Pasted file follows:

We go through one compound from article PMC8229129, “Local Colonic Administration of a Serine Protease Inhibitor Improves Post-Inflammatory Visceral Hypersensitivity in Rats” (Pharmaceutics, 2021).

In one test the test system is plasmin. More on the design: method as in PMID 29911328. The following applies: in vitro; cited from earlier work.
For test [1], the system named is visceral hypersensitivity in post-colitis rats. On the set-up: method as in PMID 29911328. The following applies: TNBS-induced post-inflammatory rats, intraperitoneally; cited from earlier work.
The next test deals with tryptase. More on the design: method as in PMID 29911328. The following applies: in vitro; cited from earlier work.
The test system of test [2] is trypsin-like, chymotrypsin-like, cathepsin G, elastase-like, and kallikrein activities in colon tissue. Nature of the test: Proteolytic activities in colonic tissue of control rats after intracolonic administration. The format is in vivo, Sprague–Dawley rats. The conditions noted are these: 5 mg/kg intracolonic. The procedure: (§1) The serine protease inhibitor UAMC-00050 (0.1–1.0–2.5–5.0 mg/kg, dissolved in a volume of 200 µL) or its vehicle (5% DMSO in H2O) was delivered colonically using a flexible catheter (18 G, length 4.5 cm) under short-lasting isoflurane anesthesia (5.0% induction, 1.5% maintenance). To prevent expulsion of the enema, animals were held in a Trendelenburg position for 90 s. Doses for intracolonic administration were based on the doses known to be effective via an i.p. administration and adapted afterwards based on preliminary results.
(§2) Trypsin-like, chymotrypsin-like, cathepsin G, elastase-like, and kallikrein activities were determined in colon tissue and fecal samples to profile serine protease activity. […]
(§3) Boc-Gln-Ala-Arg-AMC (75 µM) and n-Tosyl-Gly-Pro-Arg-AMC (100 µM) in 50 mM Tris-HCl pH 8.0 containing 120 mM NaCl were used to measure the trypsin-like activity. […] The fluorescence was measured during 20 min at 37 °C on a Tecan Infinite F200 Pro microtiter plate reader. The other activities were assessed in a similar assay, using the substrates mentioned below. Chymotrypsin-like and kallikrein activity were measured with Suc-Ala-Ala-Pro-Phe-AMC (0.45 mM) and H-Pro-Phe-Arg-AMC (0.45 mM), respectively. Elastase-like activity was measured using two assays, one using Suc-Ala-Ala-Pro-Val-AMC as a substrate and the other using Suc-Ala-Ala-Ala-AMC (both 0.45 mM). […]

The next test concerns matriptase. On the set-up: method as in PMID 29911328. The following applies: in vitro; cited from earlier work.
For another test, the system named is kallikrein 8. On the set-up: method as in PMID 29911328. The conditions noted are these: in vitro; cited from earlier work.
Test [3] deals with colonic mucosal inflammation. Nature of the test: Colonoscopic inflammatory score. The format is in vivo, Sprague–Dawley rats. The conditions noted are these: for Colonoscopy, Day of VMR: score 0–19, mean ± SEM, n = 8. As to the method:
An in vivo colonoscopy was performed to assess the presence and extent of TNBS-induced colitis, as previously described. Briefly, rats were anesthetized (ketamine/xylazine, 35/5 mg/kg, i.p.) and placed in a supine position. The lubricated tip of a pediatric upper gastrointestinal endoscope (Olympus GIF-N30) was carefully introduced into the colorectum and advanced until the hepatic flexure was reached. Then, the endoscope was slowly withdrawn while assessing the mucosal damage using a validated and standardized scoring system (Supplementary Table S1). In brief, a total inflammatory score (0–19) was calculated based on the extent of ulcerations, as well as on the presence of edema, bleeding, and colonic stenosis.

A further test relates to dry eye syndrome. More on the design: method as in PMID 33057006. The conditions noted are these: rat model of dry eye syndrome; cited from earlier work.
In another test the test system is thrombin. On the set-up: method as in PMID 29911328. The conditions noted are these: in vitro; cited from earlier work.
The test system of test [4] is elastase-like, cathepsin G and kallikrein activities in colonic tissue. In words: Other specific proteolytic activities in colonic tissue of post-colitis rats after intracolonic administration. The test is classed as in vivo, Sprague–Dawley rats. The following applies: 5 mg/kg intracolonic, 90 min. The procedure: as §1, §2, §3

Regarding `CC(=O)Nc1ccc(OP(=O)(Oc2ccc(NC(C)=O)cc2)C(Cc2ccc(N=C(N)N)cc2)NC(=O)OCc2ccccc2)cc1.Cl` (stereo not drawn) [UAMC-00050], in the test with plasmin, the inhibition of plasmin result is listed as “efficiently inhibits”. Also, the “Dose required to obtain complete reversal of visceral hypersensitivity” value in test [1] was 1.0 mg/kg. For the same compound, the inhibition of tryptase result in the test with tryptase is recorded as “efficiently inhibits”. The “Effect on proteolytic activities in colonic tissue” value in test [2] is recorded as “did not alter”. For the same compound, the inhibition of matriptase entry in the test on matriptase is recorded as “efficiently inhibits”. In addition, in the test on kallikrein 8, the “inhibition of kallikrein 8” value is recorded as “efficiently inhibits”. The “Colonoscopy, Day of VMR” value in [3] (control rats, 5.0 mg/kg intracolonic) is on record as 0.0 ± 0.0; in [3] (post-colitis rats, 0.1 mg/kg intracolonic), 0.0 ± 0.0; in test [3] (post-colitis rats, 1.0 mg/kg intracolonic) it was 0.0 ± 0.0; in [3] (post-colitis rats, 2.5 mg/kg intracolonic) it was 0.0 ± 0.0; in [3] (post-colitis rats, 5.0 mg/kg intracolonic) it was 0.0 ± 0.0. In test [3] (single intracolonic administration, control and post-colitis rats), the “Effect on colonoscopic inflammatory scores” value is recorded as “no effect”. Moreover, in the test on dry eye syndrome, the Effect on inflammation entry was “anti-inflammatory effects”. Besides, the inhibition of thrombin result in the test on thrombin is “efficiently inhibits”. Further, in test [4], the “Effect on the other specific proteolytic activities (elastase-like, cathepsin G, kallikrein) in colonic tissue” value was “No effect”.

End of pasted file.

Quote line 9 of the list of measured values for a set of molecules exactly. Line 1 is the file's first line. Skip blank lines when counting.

For another test, the system named is kallikrein 8. On the set-up: method as in PMID 29911328. The conditions noted are these: in vitro; cited from earlier work.